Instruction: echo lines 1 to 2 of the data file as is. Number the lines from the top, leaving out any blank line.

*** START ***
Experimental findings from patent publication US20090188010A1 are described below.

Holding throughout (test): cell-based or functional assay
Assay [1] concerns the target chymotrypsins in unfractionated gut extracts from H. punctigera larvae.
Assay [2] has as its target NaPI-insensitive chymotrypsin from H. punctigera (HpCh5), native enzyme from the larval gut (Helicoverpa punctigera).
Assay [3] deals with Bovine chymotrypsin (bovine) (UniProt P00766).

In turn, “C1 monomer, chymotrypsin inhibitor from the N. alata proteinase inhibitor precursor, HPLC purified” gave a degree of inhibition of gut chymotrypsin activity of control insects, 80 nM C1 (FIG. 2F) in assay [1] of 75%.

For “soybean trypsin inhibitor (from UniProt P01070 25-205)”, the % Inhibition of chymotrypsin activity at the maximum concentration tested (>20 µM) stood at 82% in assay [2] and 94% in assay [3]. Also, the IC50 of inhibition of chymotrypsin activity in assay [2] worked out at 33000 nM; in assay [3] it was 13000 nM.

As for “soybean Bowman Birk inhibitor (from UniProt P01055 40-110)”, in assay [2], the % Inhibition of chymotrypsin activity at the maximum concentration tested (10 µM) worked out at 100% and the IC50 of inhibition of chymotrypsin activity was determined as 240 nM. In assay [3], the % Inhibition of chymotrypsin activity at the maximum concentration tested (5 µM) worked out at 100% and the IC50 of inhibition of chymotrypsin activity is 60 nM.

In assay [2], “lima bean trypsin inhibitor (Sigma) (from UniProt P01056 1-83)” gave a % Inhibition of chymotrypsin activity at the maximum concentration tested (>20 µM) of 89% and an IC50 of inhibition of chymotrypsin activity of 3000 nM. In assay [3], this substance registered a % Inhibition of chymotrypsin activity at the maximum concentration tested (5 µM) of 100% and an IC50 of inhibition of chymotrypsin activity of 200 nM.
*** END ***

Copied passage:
Experimental findings from patent publication US20090188010A1 are described below.

Holding throughout (test): cell-based or functional assay